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I have a Windows 7 computer and a MacOS X 10.6 computer that are connected to the same LAN using a 10$ hub. On MacOS I set the computer name to "mymac.local" in "preferences->sharing". The Windows computer has a static IP address of 192.168.0.10 and the Mac has the address 192.168.0.20. Both have a netmask of 255.255.255.0 and no gateway.

If I issue the command ping mymac.local from my Windows computer it will successfully ping 192.168.0.20. How did Windows determine that IP 192.168.0.20 is associated with "mymac.local" since there's no DNS on my network? Is it some broadcast? What protocol is used?

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2 Answers 2

up vote 3 down vote accepted

It resolves the .local names using multicast DNS (RFC 6762) as part of zero-configuration networking.

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Yes, installing bonjour enables ping by name. It is not working without bonjour. –  Eye of Hell Mar 4 '11 at 19:07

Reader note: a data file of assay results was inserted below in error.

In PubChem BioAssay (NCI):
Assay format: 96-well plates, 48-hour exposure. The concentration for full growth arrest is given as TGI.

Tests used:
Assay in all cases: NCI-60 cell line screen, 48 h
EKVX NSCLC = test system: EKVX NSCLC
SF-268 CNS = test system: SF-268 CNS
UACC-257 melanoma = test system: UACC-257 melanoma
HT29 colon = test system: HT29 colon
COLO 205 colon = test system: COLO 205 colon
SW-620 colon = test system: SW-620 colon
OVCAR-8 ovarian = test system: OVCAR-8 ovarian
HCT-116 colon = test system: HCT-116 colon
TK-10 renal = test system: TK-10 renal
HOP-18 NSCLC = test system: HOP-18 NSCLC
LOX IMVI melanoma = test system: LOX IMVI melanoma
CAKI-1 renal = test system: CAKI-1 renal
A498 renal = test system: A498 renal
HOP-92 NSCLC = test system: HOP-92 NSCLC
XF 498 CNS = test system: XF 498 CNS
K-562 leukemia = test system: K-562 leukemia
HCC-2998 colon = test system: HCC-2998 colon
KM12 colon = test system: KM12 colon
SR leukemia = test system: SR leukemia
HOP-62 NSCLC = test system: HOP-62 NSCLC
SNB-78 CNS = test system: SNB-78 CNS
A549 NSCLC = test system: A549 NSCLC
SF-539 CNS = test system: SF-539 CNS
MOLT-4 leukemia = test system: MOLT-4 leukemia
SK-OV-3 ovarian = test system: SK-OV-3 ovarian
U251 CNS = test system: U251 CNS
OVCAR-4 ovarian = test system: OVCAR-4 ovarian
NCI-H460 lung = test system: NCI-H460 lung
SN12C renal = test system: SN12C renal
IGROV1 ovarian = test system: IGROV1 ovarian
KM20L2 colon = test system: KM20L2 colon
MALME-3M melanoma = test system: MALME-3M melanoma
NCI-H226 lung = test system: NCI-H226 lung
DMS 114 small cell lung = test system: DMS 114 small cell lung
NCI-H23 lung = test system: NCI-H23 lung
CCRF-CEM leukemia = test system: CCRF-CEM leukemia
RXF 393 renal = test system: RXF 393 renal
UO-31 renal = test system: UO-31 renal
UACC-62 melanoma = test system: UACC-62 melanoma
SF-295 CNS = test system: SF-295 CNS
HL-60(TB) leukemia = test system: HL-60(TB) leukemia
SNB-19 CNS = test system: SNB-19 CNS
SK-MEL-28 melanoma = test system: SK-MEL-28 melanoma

It uses the (ancient) NETBIOS protocol and the Windows implementation of its name service, WINS. If a name cannot be resolved by the DNS servers the WINS server is tried or if it isn't defined a NEBIOS call is made.

Note that some routers include a DNS server and add to it the name each DHCP clients provides. If your router supports this capability, then the DNS protocol is actually being used to resolve the name resolution query.

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When you see .local as part of the name it's much more likely to be zeroconf than NETBIOS. –  sciurus Mar 6 '11 at 0:42

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